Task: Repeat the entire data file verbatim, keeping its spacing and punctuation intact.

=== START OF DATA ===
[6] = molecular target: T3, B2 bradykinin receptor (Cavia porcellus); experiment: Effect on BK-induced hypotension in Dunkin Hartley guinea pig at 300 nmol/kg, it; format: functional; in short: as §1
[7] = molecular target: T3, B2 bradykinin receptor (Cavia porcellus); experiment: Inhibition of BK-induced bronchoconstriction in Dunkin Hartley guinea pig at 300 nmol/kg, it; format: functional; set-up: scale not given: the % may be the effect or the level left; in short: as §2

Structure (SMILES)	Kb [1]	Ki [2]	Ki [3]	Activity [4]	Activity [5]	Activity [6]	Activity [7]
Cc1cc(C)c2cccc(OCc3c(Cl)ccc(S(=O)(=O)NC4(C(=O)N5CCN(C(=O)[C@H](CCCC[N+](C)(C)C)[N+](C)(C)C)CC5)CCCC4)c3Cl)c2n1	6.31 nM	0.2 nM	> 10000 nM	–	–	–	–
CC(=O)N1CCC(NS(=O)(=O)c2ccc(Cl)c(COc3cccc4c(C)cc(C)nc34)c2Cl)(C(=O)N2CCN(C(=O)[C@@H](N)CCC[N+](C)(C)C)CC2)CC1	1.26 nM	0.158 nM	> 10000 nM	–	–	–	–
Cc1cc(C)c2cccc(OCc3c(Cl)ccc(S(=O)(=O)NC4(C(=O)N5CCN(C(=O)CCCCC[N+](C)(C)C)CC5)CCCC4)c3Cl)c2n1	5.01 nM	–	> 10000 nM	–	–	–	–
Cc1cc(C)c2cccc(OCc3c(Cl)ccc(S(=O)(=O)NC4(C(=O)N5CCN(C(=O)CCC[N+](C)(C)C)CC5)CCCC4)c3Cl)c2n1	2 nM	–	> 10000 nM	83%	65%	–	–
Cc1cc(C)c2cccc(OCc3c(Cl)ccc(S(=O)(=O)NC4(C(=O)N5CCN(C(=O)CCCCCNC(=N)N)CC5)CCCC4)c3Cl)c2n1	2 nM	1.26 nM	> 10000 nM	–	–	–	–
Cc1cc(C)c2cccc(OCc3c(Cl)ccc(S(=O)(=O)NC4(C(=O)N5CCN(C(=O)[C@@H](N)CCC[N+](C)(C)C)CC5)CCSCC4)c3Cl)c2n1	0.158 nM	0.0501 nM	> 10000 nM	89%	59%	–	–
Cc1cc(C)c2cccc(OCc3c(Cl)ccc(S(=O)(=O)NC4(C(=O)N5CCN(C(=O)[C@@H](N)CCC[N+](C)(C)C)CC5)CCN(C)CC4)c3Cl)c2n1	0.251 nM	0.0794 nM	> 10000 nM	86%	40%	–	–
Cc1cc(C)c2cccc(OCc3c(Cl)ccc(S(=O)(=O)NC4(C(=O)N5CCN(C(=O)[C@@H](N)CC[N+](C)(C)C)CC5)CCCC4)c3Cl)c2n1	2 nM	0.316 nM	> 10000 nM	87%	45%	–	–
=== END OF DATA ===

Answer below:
[6] = molecular target: T3, B2 bradykinin receptor (Cavia porcellus); experiment: Effect on BK-induced hypotension in Dunkin Hartley guinea pig at 300 nmol/kg, it; format: functional; in short: as §1
[7] = molecular target: T3, B2 bradykinin receptor (Cavia porcellus); experiment: Inhibition of BK-induced bronchoconstriction in Dunkin Hartley guinea pig at 300 nmol/kg, it; format: functional; set-up: scale not given: the % may be the effect or the level left; in short: as §2

Structure (SMILES)	Kb [1]	Ki [2]	Ki [3]	Activity [4]	Activity [5]	Activity [6]	Activity [7]
Cc1cc(C)c2cccc(OCc3c(Cl)ccc(S(=O)(=O)NC4(C(=O)N5CCN(C(=O)[C@H](CCCC[N+](C)(C)C)[N+](C)(C)C)CC5)CCCC4)c3Cl)c2n1	6.31 nM	0.2 nM	> 10000 nM	–	–	–	–
CC(=O)N1CCC(NS(=O)(=O)c2ccc(Cl)c(COc3cccc4c(C)cc(C)nc34)c2Cl)(C(=O)N2CCN(C(=O)[C@@H](N)CCC[N+](C)(C)C)CC2)CC1	1.26 nM	0.158 nM	> 10000 nM	–	–	–	–
Cc1cc(C)c2cccc(OCc3c(Cl)ccc(S(=O)(=O)NC4(C(=O)N5CCN(C(=O)CCCCC[N+](C)(C)C)CC5)CCCC4)c3Cl)c2n1	5.01 nM	–	> 10000 nM	–	–	–	–
Cc1cc(C)c2cccc(OCc3c(Cl)ccc(S(=O)(=O)NC4(C(=O)N5CCN(C(=O)CCC[N+](C)(C)C)CC5)CCCC4)c3Cl)c2n1	2 nM	–	> 10000 nM	83%	65%	–	–
Cc1cc(C)c2cccc(OCc3c(Cl)ccc(S(=O)(=O)NC4(C(=O)N5CCN(C(=O)CCCCCNC(=N)N)CC5)CCCC4)c3Cl)c2n1	2 nM	1.26 nM	> 10000 nM	–	–	–	–
Cc1cc(C)c2cccc(OCc3c(Cl)ccc(S(=O)(=O)NC4(C(=O)N5CCN(C(=O)[C@@H](N)CCC[N+](C)(C)C)CC5)CCSCC4)c3Cl)c2n1	0.158 nM	0.0501 nM	> 10000 nM	89%	59%	–	–
Cc1cc(C)c2cccc(OCc3c(Cl)ccc(S(=O)(=O)NC4(C(=O)N5CCN(C(=O)[C@@H](N)CCC[N+](C)(C)C)CC5)CCN(C)CC4)c3Cl)c2n1	0.251 nM	0.0794 nM	> 10000 nM	86%	40%	–	–
Cc1cc(C)c2cccc(OCc3c(Cl)ccc(S(=O)(=O)NC4(C(=O)N5CCN(C(=O)[C@@H](N)CC[N+](C)(C)C)CC5)CCCC4)c3Cl)c2n1	2 nM	0.316 nM	> 10000 nM	87%	45%	–	–